A Beginner's Guide to Celiac Disease
Celiac disease is a genetic autoimmune disease that causes the patients to suffer attacks to the small intestine whenever they ingest products with gluten. It’s estimated that one in one hundred people worldwide suffer from celiac disease and that approximately two and a half million people in the United States go undiagnosed.
How Does Celiac Disease Work?
People with celiac disease are allergic to gluten, the generic name for a group of proteins found in most grain products, it can quite literally be considered a glue that helps food to retain its shape. When gluten is consumed by people with celiac their bodies cause the immune system to attack the small intestine. The villi inside of the intestines, the small protrusions that are responsible for absorbing nutrients, become damaged over time and the nutrients from food cannot be absorbed into the body.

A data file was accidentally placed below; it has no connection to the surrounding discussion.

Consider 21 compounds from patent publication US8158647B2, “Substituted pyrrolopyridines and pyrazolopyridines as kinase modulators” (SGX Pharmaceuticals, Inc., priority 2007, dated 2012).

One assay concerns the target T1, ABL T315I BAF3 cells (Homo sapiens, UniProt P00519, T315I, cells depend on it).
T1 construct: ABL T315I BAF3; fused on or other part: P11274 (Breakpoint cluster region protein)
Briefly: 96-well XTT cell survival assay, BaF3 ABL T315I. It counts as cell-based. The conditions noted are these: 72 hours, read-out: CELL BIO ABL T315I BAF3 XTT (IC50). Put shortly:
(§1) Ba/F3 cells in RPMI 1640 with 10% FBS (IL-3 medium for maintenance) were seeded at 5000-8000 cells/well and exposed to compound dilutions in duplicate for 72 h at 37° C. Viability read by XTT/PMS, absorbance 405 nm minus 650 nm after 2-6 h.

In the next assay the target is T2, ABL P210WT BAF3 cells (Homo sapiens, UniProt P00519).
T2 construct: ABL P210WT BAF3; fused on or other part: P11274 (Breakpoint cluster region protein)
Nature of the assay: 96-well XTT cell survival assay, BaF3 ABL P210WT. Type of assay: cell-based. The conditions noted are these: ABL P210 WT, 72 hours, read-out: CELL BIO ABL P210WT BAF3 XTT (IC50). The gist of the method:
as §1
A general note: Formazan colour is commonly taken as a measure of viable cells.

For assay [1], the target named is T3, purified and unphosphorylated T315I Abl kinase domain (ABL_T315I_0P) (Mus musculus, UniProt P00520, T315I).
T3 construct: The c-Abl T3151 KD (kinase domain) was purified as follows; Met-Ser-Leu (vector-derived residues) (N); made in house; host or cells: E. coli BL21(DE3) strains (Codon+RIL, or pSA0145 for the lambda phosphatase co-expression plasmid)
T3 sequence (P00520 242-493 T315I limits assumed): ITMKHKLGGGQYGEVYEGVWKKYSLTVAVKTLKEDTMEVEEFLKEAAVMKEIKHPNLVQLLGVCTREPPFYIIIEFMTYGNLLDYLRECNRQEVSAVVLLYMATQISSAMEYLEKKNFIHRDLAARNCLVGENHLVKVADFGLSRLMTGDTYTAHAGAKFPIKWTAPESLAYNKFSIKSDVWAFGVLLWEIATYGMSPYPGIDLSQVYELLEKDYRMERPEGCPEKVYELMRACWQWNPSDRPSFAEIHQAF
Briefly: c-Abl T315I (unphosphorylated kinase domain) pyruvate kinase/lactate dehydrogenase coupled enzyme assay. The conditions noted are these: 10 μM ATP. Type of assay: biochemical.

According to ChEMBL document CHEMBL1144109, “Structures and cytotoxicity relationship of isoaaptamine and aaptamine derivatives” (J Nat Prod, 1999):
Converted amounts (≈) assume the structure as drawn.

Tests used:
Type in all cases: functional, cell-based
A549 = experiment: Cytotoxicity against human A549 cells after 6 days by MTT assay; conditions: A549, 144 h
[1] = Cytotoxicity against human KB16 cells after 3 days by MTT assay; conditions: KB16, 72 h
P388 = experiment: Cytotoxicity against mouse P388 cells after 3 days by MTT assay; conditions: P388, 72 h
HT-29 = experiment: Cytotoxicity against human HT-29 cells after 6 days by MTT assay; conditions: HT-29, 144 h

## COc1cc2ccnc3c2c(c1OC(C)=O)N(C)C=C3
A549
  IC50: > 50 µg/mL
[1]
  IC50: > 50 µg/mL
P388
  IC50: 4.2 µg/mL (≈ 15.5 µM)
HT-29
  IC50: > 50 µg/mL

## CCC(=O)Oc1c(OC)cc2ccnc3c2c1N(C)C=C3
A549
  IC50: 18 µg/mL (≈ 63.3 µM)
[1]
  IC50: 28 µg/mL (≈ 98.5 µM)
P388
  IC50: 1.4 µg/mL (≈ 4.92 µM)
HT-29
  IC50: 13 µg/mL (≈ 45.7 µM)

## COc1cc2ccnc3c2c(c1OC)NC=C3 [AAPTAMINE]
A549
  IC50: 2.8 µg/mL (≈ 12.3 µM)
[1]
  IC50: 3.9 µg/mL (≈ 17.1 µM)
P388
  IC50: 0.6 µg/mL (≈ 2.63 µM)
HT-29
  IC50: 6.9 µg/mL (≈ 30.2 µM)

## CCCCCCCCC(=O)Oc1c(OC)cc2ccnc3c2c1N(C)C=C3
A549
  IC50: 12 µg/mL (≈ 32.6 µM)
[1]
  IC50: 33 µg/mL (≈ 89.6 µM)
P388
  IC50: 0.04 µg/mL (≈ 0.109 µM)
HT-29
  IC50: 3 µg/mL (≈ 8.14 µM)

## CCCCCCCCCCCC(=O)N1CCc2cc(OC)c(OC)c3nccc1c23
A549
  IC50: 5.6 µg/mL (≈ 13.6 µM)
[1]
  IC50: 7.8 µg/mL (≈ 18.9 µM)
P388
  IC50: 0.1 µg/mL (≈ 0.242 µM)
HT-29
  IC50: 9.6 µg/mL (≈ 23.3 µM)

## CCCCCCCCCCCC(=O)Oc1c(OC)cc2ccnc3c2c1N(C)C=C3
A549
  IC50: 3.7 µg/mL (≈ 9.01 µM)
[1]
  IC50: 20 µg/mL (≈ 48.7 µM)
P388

The result is people that even though they eat, will become malnourished and are at risk for developing a host of other autoimmune diseases such as type I diabetes, osteoporosis, infertility issues and may be prone to miscarriages, intestinal cancers and some neurological conditions such as migraines and epilepsy.